A version of this article originally appeared in the September 2017 issue of Australian Photography Magazine
In this age of digital photography and social media, we’re flooded with stunning imagery of not only far away lands, but also images more close to home which show our local area in a whole new light. When we’re surrounded by postcard-perfect photos, it’s alluring to think there might be a secret to capturing these breathtaking scenes ourselves. Good news, there is.
What’s the secret to taking better landscape photos? It's quite simple, really. All that’s needed is perseverance and grit. While that may seem oversimplified, in essence, it's not.
We don't expect poets to write timeless verses on a whim. Nor do painters produce a masterpiece in a single sitting. Why then should we expect any different for striking landscape images?
From Snapshots to Photographs
Like a lot of people (i.e. non-photographers), my early experiences with photography occurred largely by chance. By fortunately being down by the beach during a colourful sunset. Or seeing a wild kangaroo out on a family hike and quickly taking a shot before it fled off into the bushes.
I'd happen to find myself in a nice location at the right time and capture the scene as best I could.
For many, photography emerges as a secondary activity. One which hitchhikes a ride off other primary activities, such as taking snapshots while on holiday, bringing the camera along on a Sunday drive, or capturing loved ones at a family event.
Self-evidently, for professionals, the opposite is true. Photography itself is the primary activity. While we can’t plan every family holiday around the most photogenic locations, we can block out time each week dedicated to the pursuit of photography itself.
To capture memorable images, we must respect the process and invest the time and effort required to create them.
Making Art Good Art Takes Time
Anyone can make ‘art’. But to produce art with the power to capture our emotions - to truly resonate with the viewer - well, that takes time. It takes a healthy amount of perseverance and grit on behalf of the creator.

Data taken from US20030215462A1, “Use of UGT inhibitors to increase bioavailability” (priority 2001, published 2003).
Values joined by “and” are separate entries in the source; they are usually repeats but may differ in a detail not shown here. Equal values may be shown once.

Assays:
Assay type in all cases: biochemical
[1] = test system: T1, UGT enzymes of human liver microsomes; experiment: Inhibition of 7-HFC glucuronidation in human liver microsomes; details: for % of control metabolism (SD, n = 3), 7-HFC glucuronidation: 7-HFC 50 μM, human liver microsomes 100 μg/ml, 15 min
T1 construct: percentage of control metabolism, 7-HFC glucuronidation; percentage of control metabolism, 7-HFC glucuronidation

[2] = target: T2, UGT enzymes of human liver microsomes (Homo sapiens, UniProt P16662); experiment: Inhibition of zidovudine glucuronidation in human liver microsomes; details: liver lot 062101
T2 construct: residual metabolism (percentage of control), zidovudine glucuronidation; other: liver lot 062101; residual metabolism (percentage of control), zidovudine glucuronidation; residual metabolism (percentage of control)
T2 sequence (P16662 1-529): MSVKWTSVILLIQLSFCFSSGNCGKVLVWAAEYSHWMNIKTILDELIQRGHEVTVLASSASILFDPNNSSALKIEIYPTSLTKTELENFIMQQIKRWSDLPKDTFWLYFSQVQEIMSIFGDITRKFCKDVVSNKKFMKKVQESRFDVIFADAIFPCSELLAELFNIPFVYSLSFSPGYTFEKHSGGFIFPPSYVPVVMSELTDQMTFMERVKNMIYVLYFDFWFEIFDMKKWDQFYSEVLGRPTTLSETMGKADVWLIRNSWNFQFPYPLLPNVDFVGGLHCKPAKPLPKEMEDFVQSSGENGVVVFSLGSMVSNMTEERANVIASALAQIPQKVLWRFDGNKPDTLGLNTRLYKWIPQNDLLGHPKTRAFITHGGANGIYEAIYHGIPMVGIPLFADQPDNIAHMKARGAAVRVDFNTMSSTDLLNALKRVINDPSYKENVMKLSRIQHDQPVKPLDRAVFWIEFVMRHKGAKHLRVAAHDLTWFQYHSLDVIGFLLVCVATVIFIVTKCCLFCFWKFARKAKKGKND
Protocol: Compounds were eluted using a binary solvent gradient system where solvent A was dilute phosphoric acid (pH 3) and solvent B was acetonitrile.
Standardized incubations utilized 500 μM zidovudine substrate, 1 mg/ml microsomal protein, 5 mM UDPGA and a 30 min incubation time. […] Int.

As enthusiasts looking to the masters for advice - searching for hidden tricks they know and we don’t - it’s tempting to think the secret to a beautiful landscape photo lies in knowing what gear was used. Or what viewpoint it was taken from. Or what time of day it was shot at.
The truth is, it’s all of these, and yet so much more. It’s years (decades even) of technical expertise. It’s refined intuition to know how to align for the scene’s most appealing composition. It’s returning season after season for the optimal conditions. It’s withstanding howling winds and torrential rain. It’s sacrificing hours of sleep each morning in the hunt for the perfect light.
It's a convenient illusion (and one I myself am not fully immune to) sold to us by modern consumer culture that the better the equipment, the better the work we can create. But it's one easily dispelled. Take any experienced drummer, for example. Hand them an upside down bucket and a pair of chopsticks and I assure you the quality of their music will be magnitudes higher than a first year amateur playing on a top of the line professional drum kit. The same holds true for seasoned photographers.
Yes, the tools of the trade are important to professional landscape photographers. Of course they are, I hear you saying. But they only add a fraction to the quality of the final product. The vast majority comes down to the photographer’s consideration of composition, their technical skills, environmental lighting and the photographic potential of the scene they put themselves in.
The Influence of Social Media
For amateur photographers just starting out (and for those still refining their skill sets, like myself), it's easy to get disheartened when social media bombards us with breathtaking imagery each and every day.
On the positive side, exposure to the seemingly infinite number of perfect photos can inspire us to capture just as beautiful images ourselves. It’s what sends me halfway across the world to explore and photograph new lands so different from my own. It’s what opens my eyes to entire new fields of photography (such as astrophotography and underwater photography), encouraging me to try my hand at them myself.
However, it’s worth noting that photography on social media is heavily influenced by what is known as Survivor Bias. Which is essentially a filter that only allows the best images through, i.e. the survivors. What we don’t see are the thousands of images that didn’t make it. The poorly composed, the blown-out highlights or even the previous outings where the photographer didn’t take a single image. This isn’t inherently bad or manipulative - everyone wants to show their best work - but it does distort our view of the work pros can produce.